2. resistance
  3. exhaustion

Adaptogens help you stay in the resistance phase longer, via a stimulating effect that holds off the exhaustion. Instead of crashing during a stressful moment, task, or event, you find a balance and carry on.

Adapting to stress helps you perform and feel better despite the situation. And that helps improve your health and well-being.

When stressed, your adrenal gland releases the stress hormone cortisol, which gives you the energy to tackle an emergency.

But frequent releases of high levels of cortisol are not helpful. It may lead to cortisol dysfunction, which can trigger widespread inflammation and pain.

Using adaptogens can help manage stress in the short term, but it may also help reduce the risk of long-term complications of persistent stress.

Each adaptogen has a different effect on the body, so the choice of which one to take will depend on the result you seek. Ashwagandha, for example, can both energize and relax you.

Here are some more examples:

AdaptogenPossible benefitPossible side effects
American ginseng (Panax quinquefolius)may boost memory, reaction time, calmness, and immune systemmay interact with blood thinners
ashwagandha (Withania somnifera)may reduce stress and anxietymay cause stomach upset; not safe in pregnancy
astragalus (Astragalus membranaceus)
may combat
may interact with drugs that affect the immune system
cordyceps (Cordyceps militaris)may boost staminamay cause dry mouth, nausea, abdominal distension, throat discomfort, headache, diarrhea, allergic reactions; may cause lead poisoning; not safe for people with RA, multiple sclerosis, or systemic lupus erythematosus (lupus)
goji berry (Lycium barbarum)may boost energy, physical and mental performance, calmness, sense of well-being, can improve sleepmay cause allergic reaction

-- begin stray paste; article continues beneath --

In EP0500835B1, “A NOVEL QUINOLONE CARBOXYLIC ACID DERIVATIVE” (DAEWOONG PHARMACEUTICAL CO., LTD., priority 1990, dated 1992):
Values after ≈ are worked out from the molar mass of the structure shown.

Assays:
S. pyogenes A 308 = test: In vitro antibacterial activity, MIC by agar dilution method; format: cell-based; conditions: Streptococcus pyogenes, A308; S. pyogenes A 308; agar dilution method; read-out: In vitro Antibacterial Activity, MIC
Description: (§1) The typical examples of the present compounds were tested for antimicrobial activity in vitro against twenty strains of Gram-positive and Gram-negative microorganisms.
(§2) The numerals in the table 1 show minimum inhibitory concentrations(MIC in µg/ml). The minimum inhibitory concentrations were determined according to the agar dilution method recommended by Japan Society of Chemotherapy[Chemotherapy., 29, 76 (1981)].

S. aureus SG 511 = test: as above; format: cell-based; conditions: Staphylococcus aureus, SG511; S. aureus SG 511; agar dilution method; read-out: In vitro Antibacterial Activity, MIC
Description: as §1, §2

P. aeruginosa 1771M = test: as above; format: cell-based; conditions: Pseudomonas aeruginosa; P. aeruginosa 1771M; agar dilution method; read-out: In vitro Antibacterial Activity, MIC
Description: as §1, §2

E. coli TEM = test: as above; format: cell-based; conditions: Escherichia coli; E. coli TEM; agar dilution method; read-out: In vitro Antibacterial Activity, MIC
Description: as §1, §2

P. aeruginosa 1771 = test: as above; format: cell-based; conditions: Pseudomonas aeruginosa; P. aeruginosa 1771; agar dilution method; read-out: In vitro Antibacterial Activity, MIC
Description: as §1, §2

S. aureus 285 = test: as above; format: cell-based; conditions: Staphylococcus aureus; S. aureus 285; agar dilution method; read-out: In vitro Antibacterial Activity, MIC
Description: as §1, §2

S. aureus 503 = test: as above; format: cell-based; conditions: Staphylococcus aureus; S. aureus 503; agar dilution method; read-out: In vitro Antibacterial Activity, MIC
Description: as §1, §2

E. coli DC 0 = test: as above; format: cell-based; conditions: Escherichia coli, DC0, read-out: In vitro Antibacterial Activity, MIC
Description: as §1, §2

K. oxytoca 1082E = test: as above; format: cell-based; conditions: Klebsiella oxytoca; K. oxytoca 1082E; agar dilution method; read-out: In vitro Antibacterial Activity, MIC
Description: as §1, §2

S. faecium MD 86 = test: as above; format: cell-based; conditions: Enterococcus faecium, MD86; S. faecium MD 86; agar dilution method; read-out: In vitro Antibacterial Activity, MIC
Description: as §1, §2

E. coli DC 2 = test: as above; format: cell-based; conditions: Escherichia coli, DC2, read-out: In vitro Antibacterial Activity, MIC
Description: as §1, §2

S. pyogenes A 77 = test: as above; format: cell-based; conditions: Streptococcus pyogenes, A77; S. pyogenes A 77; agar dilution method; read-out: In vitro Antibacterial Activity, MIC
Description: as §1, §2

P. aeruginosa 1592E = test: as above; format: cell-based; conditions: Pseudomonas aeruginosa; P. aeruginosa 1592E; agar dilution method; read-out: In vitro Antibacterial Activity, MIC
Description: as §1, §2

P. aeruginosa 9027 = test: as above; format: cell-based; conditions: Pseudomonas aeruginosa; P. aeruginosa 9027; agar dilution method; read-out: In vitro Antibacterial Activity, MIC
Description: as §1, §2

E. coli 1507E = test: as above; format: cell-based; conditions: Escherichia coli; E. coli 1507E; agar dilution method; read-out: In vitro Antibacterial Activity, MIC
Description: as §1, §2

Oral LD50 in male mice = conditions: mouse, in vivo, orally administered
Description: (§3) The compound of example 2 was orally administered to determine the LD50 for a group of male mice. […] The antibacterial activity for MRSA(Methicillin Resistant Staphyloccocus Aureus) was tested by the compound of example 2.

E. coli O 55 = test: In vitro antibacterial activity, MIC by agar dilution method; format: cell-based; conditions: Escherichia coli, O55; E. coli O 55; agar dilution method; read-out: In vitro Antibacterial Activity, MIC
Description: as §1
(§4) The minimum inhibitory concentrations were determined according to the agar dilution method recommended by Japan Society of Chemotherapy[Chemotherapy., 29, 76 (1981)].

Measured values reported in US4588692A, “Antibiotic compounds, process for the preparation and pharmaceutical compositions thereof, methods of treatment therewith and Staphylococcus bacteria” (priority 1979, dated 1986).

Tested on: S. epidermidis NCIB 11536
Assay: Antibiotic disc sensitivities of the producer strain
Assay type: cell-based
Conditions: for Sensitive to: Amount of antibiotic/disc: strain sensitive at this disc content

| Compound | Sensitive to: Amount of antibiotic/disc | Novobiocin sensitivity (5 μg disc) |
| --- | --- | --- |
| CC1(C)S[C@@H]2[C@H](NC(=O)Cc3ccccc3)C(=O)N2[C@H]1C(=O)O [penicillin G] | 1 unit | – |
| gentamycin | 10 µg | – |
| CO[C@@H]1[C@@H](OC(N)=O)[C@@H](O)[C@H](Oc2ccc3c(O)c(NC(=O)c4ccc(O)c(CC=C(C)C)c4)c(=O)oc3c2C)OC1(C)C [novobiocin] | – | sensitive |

eleuthero root (Eleutherococcus senticosus)may improve focus and stave off mental fatiguemay cause upset stomach, headache
jiaogulan (Gynostemma pentaphyllum)may reduce stress and boost enduranceno side effects recorded as yet
licorice root (Glycyrrhiza glabra)may reduce oxidative stressmay cause high blood pressure, reduced potassium, possibly unsafe for people with kidney disease or cardiovascular problems; not suitable during pregnancy
rhodiola rosea (R. rosea)may stave off physical and mental fatiguemay cause dizziness, dry mouth or excess salivation
schisandra berry / magnolia berry (Schisandra chinensis)
may boost
endurance, mental performance, and working capacity
may cause restlessness, sleep problems, breathing difficulty
tulsi / holy basil (Ocimum sanctum)may reduce physical and mental stress, stress-related anxiety, and depression and improve memory and thinkinglikely safe for most people, but more research is needed
turmeric (Curcuma longa)
may reduce depression
likely safe in small amounts

Adaptogens can have a powerful effect, so it’s essential to follow the instructions when using them.

A naturopathic physician can recommend specific adaptogens and reputable formulas and dosages. They can also adjust your dosage as needed based on the effects you hope to achieve.

Always check with a doctor before taking adaptogens or any type of supplement. They can interact with medications and may not be suitable for everyone.

It’s also essential to check with a doctor before using supplements if you are pregnant or may become pregnant or if you are breastfeeding. Some supplements, including adaptogens, may harm a developing fetus or infant.

A doctor may recommend using adaptogens for a few days or weeks to get through a busy time at work or taking them for a longer stretch if necessary. Some adaptogens take several weeks to have an effect.

Adaptogens may help you get through intense periods — like holidays, finals, and taxes — and stay gently energized long term.

However, they are not a substitute for looking after yourself through diet, exercise, and getting enough sleep. If you’re feeling anxious and overwhelmed or you have signs of depression lasting more than 2 weeks, it’s best to see a doctor about more robust options that can help.

As with any drug or supplement, adaptogens do have side effects, interactions, and contraindications. So do your research, especially regarding any current health conditions. It’s also recommended you contact a healthcare professional before beginning a herbal regimen.